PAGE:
So when Lionsgate buys the "Chaos Walking" series of books by Patrick Ness, it makes perfect sense. I'm sure as soon as they're done with "The Hunger Games," they're going to want another series to be ready and waiting. Now it looks like they've hired Kaufman to adapt at least the first book in the series, "The Knife Of Never Letting Go." While Kaufman doesn't immediately leap to mind as the sort of guy who writes big studio mainstream films, this might actually turn out to be a very canny fit of filmmaker and material.
Unlike the other boy bands currently part of a new teen idol resurgence, The Wanted’s solid brand of electro-pop transcends much of the typical boy band material to ensure its appeal beyond a teen demographic.
For example, the crunchy “Glad You Came,” which has reached into the top 4 of the Billboard Hot 100, fits in perfectly beside LMFAO or Maroon 5. It’s also the strongest track on “The Wanted,” out Tuesday, April 24. The 10-song set (in the deluxe edition; the standard is seven tracks) combines selected songs from the group’s first two albums released in their native U.K. Both “Glad You Came,” and Maroon 5-like “All Time Low” topped the British charts.
Dr. Dre’s non-denial denial yesterday that the Tupac Shakur hologram (or 2D image) was created solely for Coachella and not for a tour continues to bring lingering thoughts on what technology means when it comes to raising the dead.
As you know, the legendary rapper, who died in 1996, made projected appearances at both Snoop Dogg/Dr. Dre shows at the festival--on April 15 and April 22. The April 15 appearance, which started with Tupac greeting the Coachella attendees, was the resounding water cooler moment at the fest this year.
JAMES BOND 007 DECLASSIFIED
File #4: "Thunderball"
This series will trace the cinema history of James Bond, while also examining Ian Fleming's original novels as source material and examining how faithful (or not) the films have been to his work.
Directed by Terence Young
Screenplay by Richard Maibaum and John Hopkins and Jack Whittingham
Story by Kevin McClory and Jack Whittingham and Ian Fleming
Produced by Kevin McClory and Stanley Sopel
CHARACTERS / CAST
James Bond / Sean Connery
Domino Derval / Claudine Auger
Largo / Adolfo Celi
Fiona / Luciana Paluzzi
Felix Leiter / Rik Van Nutter
Count Lippe / Guy Doleman
Patricia / Molly Peters
Paula / Martine Beswick
"M" / Bernard Lee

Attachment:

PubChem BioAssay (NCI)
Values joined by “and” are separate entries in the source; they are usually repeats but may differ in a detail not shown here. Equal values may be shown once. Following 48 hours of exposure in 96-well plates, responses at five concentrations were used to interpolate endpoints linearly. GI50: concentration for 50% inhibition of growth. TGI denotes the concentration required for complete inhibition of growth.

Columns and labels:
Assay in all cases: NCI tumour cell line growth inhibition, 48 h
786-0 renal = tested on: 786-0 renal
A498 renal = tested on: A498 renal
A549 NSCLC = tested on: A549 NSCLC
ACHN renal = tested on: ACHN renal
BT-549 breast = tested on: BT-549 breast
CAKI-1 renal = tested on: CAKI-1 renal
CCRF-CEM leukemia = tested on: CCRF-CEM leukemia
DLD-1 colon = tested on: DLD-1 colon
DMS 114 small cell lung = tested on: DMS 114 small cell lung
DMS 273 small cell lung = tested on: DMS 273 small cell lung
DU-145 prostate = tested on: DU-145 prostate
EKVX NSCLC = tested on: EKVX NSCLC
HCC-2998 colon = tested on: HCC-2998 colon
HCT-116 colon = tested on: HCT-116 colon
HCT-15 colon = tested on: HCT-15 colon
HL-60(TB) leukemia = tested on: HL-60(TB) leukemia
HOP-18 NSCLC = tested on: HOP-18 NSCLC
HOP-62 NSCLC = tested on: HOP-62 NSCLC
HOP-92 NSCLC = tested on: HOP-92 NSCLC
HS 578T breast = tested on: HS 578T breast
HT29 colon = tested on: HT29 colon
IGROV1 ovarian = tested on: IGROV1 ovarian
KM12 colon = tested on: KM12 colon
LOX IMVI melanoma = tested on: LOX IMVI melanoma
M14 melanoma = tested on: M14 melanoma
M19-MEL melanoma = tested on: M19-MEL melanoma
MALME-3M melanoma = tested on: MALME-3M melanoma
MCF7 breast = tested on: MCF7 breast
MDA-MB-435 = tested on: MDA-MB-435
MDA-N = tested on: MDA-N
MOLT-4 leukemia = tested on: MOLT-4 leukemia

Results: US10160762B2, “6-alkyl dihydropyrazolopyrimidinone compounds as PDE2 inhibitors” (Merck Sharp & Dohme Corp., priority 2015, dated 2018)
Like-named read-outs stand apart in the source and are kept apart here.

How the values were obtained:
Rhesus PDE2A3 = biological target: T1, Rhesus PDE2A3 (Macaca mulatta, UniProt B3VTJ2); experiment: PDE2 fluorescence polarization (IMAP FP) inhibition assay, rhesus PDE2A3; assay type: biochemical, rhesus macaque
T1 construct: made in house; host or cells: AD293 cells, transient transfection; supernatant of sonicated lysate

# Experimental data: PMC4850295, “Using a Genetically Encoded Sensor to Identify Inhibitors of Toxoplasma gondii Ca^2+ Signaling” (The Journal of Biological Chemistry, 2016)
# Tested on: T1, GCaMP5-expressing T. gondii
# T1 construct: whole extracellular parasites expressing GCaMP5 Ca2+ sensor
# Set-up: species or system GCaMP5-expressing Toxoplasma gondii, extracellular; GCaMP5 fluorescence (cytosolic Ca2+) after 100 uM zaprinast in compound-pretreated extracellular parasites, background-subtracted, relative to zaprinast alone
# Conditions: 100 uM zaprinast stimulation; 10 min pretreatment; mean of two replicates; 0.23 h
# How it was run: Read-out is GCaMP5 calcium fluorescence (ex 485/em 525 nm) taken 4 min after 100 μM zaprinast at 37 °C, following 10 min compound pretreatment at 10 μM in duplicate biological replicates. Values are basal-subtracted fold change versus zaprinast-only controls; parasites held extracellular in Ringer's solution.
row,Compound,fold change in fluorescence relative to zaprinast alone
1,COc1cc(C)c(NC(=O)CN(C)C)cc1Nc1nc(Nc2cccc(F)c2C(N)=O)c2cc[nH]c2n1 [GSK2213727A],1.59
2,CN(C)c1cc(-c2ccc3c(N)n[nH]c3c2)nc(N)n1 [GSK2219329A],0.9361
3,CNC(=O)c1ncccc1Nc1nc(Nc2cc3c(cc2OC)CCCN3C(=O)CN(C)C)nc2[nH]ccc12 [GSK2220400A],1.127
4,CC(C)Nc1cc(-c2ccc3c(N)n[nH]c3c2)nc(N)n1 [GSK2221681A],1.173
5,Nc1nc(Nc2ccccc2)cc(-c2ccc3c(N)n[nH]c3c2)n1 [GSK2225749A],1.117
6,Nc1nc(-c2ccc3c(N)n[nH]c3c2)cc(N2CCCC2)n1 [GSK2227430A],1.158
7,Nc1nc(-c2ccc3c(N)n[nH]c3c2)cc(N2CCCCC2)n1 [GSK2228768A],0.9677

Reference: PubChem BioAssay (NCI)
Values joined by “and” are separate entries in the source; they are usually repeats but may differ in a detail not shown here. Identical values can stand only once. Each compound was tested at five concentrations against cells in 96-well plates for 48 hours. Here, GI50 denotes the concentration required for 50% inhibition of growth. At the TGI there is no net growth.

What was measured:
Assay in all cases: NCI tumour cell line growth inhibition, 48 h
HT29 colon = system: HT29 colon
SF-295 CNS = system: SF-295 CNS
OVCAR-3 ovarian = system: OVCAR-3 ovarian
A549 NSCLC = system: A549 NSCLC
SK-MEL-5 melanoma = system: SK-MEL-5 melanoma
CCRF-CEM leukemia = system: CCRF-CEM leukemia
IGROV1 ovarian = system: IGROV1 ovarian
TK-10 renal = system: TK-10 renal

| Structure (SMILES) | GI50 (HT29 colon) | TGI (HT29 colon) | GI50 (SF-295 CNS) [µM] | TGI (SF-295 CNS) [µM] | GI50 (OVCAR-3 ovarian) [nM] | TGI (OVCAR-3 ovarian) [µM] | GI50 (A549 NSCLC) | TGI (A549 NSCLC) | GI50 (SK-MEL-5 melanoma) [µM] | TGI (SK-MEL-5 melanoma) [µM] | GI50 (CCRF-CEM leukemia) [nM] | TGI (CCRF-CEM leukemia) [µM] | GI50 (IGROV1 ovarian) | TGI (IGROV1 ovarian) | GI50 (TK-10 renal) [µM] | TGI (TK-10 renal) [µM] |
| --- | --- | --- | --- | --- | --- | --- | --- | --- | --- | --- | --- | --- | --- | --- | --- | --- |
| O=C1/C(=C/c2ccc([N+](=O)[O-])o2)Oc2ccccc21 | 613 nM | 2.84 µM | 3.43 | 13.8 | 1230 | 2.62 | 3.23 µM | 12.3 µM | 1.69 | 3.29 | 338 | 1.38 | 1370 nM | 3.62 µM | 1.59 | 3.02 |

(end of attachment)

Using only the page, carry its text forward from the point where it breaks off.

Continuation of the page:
"Q" / Desmond Llewelyn
Moneypenny / Lois Maxwell
Foreign Secretary / Roland Culver
Francois Derval/Angelo Palazzi / Paul Stassino
Pinder / Earl Cameron
Starting with that monogrammed "JB" on the side of a casket is a nice touch.
Bond's at the funeral of a man he wanted to kill, and he's upset he missed his opportunity. He watches the family drive away. But… wait… turns out the dude is posing as his own widow, and James follows him to the family home, then beats the ever-lovin' snot out of him. It's a vicious fight, ending with Bond strangling the guy to death with a fireplace poker. Bond makes his escape via jetpack in one of the great practical gags from the film series, and, using a car that appears to have been through Q branch, sprays down the guards chasing him, which leads into the underwater opening credit sequence, complete with Tom Jones theme song.
Mother’s Day may not be for another three weeks, but Beck’s got a nice, soft gift for non-profit organization Every Mother Counts.
The songwriter goes the ballad-slow route in this oft-covered folk classic, though no telling when exactly he recorded this one – perhaps about the same time as “Sea Change?”
Listen to the song here.
Regardless, Beck shares a tracklist with other big-named artists who contributed previously unreleased songs and song versions, like Eddie Vedder, David Bowie, Coldplay, U2 and Dave Matthews. Edward Sharpe & the Magnetic Zeros loaned “Mother,” which you can stream here.
“Every Mother Counts” will be available for purchase at Starbucks starting on May 1.
And as always, feel free to e-mail us questions for the podcast.